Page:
In a number of country songs, men who have committed serious offences make a full confession of their own sinfulness. In Merle Haggard’s Mama Tried the narrator relates how he was drawn into crime at a young age despite his mother’s heroic attempts to save him from such a life. Similarly, in Johnny Cash’s harrowing cowboy ballad Don’t Take Your Guns to Town the young man ignores his mother’s pleas to stay away from guns and ends up being shot down. The narrator of Standing in the Doorway is contemplating the nature of mortality. We may speculate as to whether the phrase ‘the mercy of God’ as used here indicates a premonition of death or predicts possible salvation, in either an earthly or a heavenly sense. It seems that the song’s protagonist may be experiencing the same confusion. When he tells us …I’ve been ridin’ the midnight train/ I got ice water in my veins… is he therefore a cold blooded killer? This is hard to believe, as he angrily accuses the absent lover of leaving him …suffering like a fool… So the intimations of violence may be mere bravado. The much-used blues motif of ‘the midnight train’ may be another suggestion that the rider is travelling to imminent physical or spiritual death.
DON’T TAKE YOUR GUNS TO TOWN…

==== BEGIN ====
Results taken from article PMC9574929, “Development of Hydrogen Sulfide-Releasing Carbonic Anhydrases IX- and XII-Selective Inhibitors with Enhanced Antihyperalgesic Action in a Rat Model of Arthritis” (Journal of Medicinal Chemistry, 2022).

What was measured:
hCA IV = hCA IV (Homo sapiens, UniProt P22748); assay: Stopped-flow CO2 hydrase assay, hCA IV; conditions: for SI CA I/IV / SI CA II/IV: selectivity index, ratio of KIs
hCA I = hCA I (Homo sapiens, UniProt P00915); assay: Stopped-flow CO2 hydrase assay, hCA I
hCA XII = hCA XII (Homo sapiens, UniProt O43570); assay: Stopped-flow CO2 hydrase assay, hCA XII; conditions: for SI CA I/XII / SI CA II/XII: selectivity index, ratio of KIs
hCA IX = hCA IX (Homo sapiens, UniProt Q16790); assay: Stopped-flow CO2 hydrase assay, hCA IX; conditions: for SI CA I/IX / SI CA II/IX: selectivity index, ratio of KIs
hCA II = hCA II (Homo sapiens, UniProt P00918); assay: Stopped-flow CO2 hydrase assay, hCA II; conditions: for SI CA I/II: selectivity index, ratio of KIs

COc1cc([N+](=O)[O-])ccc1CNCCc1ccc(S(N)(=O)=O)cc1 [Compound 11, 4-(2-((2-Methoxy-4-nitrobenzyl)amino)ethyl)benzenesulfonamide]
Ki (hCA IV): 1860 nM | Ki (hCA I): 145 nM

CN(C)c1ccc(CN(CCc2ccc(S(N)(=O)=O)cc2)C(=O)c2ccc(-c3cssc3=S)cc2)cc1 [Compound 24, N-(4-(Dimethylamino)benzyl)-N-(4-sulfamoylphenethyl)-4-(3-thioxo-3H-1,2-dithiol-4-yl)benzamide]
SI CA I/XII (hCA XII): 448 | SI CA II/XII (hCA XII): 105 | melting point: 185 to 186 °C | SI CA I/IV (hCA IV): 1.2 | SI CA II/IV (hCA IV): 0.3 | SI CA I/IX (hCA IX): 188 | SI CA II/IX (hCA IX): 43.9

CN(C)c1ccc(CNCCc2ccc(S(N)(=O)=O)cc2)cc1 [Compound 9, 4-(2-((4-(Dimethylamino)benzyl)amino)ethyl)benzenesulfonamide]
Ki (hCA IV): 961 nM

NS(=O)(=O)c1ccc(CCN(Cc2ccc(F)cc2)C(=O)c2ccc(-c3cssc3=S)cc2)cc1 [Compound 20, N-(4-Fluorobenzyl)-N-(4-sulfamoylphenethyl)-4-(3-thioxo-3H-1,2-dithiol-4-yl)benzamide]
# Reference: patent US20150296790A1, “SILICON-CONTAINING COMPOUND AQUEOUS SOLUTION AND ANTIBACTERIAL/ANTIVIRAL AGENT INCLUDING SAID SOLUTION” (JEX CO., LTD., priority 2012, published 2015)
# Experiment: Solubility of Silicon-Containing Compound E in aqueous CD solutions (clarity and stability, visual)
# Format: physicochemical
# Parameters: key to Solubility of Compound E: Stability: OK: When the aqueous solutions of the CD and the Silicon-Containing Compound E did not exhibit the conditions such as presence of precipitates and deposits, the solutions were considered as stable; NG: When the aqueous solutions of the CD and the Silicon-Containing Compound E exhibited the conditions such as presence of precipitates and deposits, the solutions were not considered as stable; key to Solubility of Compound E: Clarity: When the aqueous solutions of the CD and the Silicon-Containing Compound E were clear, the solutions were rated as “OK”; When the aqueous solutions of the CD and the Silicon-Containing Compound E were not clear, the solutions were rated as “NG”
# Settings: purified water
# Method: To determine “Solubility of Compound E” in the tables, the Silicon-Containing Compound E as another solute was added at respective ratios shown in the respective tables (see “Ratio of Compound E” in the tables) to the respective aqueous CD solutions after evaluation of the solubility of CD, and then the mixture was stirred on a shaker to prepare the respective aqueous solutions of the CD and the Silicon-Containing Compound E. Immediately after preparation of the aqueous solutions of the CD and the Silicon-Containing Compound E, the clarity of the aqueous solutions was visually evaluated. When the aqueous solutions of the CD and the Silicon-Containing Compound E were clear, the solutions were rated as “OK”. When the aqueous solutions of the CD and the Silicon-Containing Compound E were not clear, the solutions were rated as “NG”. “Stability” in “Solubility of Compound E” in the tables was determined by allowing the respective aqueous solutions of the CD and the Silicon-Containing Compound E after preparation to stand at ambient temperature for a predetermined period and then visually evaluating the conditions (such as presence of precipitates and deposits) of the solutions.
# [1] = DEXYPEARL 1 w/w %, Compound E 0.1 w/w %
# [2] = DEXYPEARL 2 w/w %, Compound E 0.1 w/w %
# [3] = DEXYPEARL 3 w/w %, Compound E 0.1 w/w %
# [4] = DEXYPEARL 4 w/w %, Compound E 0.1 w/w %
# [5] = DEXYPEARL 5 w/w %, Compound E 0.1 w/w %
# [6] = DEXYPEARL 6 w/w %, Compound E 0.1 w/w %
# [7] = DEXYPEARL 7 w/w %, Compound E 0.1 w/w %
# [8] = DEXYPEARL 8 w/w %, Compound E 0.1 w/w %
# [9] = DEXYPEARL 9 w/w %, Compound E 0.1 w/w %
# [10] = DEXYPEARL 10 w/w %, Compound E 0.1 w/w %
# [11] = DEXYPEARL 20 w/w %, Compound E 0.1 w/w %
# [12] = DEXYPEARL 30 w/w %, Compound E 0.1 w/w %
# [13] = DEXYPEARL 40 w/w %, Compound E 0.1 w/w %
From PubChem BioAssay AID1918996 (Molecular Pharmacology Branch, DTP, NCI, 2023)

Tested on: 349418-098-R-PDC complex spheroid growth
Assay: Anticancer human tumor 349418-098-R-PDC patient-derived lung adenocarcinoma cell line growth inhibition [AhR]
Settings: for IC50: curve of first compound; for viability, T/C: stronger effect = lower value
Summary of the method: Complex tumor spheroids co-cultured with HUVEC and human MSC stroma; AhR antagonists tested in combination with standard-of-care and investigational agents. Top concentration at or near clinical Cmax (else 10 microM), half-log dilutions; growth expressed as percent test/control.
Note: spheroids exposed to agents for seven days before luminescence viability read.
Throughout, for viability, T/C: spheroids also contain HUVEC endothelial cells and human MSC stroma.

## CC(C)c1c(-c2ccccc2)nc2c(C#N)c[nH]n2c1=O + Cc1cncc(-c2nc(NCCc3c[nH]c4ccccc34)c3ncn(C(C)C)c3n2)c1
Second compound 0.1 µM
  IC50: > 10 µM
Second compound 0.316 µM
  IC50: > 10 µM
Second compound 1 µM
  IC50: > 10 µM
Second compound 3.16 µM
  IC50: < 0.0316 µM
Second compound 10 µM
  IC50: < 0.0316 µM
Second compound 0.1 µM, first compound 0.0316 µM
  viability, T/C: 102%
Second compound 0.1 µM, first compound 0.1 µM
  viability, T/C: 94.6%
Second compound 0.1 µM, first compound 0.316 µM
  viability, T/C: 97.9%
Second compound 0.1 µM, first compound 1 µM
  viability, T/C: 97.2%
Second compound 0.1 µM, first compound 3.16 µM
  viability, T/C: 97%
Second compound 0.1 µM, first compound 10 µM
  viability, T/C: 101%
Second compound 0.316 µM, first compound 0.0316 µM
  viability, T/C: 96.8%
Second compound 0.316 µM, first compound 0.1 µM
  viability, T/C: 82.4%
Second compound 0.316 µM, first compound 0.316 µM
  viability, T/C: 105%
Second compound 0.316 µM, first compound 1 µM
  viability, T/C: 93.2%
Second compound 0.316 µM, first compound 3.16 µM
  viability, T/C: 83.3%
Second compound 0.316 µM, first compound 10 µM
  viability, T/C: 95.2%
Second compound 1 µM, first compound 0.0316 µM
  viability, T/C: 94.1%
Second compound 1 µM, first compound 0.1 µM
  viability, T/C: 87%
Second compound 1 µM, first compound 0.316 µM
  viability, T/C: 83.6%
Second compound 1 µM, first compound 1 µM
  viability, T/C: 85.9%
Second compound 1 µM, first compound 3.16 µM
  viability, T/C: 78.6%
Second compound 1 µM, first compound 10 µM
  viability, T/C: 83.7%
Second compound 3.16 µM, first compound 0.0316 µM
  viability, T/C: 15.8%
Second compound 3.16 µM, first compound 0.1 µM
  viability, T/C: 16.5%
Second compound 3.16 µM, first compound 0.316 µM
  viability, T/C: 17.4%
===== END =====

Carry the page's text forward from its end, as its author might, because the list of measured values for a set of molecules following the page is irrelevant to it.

The rest of the song is dominated by a sense of encroaching doom. The narrator appears to be talking to himself and may be predicting his own death: …When the last rays of daylight go down/ Buddy, you’ll roll no more… The colloquial use of ‘buddy’ is particularly affecting, as if the narrator appears to be consoling himself. Despite the overall pessimism of the lyrics, the song is characterised by a tenderness which is conveyed quite explicitly in Dylan’s sweetly reflective delivery. Yet it still seems as if the narrator’s fate is pre-determined. As the night closes in he is now thinking aloud about his own funeral: …I can hear the church bells ringin’ in the yard/ I wonder who they’re ringin’ for?… In perhaps the most heartbreaking line the singer shares with us that …Last night I danced with a stranger/ But she just reminded me that you were the one… The waltz rhythm of the tune is particularly effective – helping us to picture the sad, slow dance in the rundown juke joint. The final image in the verse, when he tells us that she left him crying …in the dark land of the sun… is of course paradoxical, but it seems to refer back to the opening …last rays of daylight… The singer is trapped in that moment when the sun disappears over the horizon – a ‘twilight zone’ in his mind, identified here as that aching feeling of regret we experience after a gorgeous, unique sunset. Here Dylan transforms romantic disillusionment into a kind of transient ethereal beauty, leaving an aching in our hearts. Rarely has romantic regret been conveyed so graphically or so movingly.